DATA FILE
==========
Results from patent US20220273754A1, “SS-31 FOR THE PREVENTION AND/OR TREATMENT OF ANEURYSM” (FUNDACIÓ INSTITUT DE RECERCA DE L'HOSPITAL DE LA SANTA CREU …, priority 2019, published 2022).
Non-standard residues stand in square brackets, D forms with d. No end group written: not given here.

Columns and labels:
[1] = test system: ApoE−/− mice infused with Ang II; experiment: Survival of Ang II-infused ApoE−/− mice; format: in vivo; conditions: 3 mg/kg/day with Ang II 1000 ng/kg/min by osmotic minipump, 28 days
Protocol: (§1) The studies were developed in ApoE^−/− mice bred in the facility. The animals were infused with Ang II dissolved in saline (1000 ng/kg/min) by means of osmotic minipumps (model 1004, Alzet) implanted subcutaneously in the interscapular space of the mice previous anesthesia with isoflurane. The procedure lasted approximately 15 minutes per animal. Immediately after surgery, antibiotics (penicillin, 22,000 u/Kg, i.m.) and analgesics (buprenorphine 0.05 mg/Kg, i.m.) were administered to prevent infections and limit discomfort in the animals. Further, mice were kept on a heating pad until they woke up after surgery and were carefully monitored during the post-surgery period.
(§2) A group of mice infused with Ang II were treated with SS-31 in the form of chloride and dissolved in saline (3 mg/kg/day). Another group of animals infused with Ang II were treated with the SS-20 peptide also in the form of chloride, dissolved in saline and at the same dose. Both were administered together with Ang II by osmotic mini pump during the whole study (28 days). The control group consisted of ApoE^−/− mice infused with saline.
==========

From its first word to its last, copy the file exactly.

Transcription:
Results from patent US20220273754A1, “SS-31 FOR THE PREVENTION AND/OR TREATMENT OF ANEURYSM” (FUNDACIÓ INSTITUT DE RECERCA DE L'HOSPITAL DE LA SANTA CREU …, priority 2019, published 2022).
Non-standard residues stand in square brackets, D forms with d. No end group written: not given here.

Columns and labels:
[1] = test system: ApoE−/− mice infused with Ang II; experiment: Survival of Ang II-infused ApoE−/− mice; format: in vivo; conditions: 3 mg/kg/day with Ang II 1000 ng/kg/min by osmotic minipump, 28 days
Protocol: (§1) The studies were developed in ApoE^−/− mice bred in the facility. The animals were infused with Ang II dissolved in saline (1000 ng/kg/min) by means of osmotic minipumps (model 1004, Alzet) implanted subcutaneously in the interscapular space of the mice previous anesthesia with isoflurane. The procedure lasted approximately 15 minutes per animal. Immediately after surgery, antibiotics (penicillin, 22,000 u/Kg, i.m.) and analgesics (buprenorphine 0.05 mg/Kg, i.m.) were administered to prevent infections and limit discomfort in the animals. Further, mice were kept on a heating pad until they woke up after surgery and were carefully monitored during the post-surgery period.
(§2) A group of mice infused with Ang II were treated with SS-31 in the form of chloride and dissolved in saline (3 mg/kg/day). Another group of animals infused with Ang II were treated with the SS-20 peptide also in the form of chloride, dissolved in saline and at the same dose. Both were administered together with Ang II by osmotic mini pump during the whole study (28 days). The control group consisted of ApoE^−/− mice infused with saline.